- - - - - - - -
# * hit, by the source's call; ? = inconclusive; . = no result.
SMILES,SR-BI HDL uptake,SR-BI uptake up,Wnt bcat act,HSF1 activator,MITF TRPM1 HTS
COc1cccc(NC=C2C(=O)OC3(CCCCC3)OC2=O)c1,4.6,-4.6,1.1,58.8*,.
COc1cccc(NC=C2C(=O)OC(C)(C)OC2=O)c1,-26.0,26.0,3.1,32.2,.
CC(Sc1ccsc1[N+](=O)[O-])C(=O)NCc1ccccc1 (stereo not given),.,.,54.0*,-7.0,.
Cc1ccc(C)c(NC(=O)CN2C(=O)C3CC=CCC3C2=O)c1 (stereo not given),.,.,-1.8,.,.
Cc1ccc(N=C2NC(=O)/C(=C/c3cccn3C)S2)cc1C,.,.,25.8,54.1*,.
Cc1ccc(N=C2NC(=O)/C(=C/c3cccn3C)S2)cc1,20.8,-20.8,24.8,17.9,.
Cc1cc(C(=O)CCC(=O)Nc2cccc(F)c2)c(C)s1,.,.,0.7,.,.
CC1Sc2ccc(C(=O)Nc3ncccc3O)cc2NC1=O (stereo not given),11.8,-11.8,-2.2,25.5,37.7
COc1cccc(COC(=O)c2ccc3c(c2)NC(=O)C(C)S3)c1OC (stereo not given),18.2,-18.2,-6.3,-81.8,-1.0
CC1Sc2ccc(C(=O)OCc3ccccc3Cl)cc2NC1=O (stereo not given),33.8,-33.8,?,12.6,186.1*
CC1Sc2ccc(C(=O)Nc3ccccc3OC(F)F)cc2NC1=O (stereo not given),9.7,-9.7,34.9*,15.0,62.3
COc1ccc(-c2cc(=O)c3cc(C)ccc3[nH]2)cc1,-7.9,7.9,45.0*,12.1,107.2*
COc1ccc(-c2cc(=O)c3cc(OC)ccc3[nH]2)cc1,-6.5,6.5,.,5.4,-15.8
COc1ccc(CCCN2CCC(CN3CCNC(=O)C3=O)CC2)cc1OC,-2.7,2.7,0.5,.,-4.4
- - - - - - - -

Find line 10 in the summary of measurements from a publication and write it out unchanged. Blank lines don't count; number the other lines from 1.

CC1Sc2ccc(C(=O)Nc3ncccc3O)cc2NC1=O (stereo not given),11.8,-11.8,-2.2,25.5,37.7